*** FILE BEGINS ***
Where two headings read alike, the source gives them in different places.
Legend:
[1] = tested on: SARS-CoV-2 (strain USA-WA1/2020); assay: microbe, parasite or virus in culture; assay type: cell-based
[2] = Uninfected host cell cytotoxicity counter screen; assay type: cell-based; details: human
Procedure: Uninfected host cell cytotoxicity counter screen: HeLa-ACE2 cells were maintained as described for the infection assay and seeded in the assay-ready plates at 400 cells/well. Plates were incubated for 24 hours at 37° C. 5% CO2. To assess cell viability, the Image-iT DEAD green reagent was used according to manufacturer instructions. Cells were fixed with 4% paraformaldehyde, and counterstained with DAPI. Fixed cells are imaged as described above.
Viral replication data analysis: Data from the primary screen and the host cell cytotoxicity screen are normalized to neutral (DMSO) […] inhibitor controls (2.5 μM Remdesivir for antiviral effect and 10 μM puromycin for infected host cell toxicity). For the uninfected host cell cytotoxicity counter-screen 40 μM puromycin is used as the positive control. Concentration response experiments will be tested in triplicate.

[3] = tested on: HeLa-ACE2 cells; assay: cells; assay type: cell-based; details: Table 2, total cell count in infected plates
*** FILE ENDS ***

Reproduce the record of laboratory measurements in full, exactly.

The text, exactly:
Where two headings read alike, the source gives them in different places.
Legend:
[1] = tested on: SARS-CoV-2 (strain USA-WA1/2020); assay: microbe, parasite or virus in culture; assay type: cell-based
[2] = Uninfected host cell cytotoxicity counter screen; assay type: cell-based; details: human
Procedure: Uninfected host cell cytotoxicity counter screen: HeLa-ACE2 cells were maintained as described for the infection assay and seeded in the assay-ready plates at 400 cells/well. Plates were incubated for 24 hours at 37° C. 5% CO2. To assess cell viability, the Image-iT DEAD green reagent was used according to manufacturer instructions. Cells were fixed with 4% paraformaldehyde, and counterstained with DAPI. Fixed cells are imaged as described above.
Viral replication data analysis: Data from the primary screen and the host cell cytotoxicity screen are normalized to neutral (DMSO) […] inhibitor controls (2.5 μM Remdesivir for antiviral effect and 10 μM puromycin for infected host cell toxicity). For the uninfected host cell cytotoxicity counter-screen 40 μM puromycin is used as the positive control. Concentration response experiments will be tested in triplicate.

[3] = tested on: HeLa-ACE2 cells; assay: cells; assay type: cell-based; details: Table 2, total cell count in infected plates